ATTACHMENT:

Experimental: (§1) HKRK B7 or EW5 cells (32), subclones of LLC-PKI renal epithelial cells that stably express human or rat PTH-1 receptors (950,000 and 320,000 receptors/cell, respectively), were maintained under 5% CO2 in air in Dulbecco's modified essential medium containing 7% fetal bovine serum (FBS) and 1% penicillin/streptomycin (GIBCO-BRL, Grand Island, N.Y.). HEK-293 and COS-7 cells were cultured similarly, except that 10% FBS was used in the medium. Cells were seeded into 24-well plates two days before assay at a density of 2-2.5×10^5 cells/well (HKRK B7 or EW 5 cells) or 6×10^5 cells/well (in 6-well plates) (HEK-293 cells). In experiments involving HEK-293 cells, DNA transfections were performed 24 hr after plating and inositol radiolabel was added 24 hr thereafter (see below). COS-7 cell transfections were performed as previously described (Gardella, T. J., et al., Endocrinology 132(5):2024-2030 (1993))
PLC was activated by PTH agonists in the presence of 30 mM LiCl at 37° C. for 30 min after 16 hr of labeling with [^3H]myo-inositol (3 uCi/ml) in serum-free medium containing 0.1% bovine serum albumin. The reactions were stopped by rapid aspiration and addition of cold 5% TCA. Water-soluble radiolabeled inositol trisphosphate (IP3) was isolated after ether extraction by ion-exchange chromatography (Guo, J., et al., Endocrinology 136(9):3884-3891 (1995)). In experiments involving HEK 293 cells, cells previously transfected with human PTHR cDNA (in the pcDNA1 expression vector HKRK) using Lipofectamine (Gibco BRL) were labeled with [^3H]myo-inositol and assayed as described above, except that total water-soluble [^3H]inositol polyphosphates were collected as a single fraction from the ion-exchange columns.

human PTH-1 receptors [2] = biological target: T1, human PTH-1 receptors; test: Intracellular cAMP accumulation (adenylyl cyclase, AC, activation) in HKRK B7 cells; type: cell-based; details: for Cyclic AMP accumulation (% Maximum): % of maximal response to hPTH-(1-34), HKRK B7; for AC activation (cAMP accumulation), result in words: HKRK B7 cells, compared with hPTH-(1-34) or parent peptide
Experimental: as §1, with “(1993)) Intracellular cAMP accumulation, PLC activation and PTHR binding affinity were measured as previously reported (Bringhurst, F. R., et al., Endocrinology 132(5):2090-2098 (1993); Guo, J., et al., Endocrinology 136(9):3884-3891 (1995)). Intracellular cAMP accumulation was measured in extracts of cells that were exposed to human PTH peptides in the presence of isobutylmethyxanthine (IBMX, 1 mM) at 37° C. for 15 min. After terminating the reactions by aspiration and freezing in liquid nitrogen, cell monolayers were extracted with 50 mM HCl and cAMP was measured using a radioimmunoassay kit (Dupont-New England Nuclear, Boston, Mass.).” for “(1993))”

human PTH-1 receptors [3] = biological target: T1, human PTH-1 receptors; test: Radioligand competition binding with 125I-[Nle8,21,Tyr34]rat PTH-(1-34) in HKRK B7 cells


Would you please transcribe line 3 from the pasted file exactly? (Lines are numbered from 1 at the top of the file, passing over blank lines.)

human PTH-1 receptors [2] = biological target: T1, human PTH-1 receptors; test: Intracellular cAMP accumulation (adenylyl cyclase, AC, activation) in HKRK B7 cells; type: cell-based; details: for Cyclic AMP accumulation (% Maximum): % of maximal response to hPTH-(1-34), HKRK B7; for AC activation (cAMP accumulation), result in words: HKRK B7 cells, compared with hPTH-(1-34) or parent peptide